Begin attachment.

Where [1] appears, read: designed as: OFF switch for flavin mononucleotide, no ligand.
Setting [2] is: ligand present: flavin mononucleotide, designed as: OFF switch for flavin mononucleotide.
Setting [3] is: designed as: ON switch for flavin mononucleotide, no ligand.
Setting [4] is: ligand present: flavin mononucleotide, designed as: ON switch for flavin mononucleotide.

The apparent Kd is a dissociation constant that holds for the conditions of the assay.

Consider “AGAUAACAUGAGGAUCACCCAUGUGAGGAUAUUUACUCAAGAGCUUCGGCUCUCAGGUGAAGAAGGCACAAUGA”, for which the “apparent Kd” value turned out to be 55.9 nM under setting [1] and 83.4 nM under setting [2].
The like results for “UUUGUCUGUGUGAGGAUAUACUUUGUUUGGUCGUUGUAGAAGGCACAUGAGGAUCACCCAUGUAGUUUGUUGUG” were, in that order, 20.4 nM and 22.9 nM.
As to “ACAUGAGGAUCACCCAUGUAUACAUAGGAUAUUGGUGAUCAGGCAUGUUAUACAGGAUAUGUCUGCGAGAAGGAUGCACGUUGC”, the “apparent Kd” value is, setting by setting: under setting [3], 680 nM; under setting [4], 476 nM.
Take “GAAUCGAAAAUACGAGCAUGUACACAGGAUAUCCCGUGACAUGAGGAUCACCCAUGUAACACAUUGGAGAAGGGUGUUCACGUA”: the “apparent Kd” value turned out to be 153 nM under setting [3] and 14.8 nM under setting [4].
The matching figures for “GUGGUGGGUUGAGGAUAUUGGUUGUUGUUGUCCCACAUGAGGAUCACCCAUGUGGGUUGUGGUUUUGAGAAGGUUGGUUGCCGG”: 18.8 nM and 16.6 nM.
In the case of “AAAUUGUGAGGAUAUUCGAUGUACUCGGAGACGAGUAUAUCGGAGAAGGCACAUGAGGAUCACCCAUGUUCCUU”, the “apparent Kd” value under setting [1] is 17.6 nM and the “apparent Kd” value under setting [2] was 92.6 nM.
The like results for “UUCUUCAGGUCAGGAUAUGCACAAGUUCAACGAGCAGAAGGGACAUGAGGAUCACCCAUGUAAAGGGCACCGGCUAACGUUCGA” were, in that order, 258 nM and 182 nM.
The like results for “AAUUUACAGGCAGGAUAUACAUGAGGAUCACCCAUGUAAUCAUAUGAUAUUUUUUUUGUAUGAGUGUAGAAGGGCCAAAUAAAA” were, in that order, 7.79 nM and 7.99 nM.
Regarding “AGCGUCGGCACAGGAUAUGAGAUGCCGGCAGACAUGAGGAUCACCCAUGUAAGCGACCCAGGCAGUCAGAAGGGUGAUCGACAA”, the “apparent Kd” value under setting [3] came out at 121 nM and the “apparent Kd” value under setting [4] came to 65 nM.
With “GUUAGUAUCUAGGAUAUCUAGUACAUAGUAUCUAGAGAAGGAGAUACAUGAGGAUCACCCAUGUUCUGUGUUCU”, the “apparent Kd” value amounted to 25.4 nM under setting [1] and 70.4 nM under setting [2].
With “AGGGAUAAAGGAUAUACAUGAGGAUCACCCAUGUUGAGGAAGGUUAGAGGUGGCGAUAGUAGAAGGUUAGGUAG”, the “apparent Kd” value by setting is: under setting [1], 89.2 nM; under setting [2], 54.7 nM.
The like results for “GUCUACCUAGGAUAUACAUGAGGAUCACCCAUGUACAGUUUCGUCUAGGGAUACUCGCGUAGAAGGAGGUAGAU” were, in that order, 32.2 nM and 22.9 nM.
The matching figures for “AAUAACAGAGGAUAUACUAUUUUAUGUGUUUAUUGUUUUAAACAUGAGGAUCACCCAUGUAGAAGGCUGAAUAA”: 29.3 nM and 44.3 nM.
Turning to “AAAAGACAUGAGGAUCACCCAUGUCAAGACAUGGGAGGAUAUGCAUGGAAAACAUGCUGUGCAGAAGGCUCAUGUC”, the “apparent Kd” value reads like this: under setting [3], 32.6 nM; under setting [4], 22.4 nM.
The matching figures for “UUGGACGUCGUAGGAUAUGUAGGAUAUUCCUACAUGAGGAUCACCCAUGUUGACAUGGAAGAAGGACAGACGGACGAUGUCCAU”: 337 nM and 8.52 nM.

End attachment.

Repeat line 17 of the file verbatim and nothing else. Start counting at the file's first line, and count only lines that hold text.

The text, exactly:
The like results for “GUCUACCUAGGAUAUACAUGAGGAUCACCCAUGUACAGUUUCGUCUAGGGAUACUCGCGUAGAAGGAGGUAGAU” were, in that order, 32.2 nM and 22.9 nM.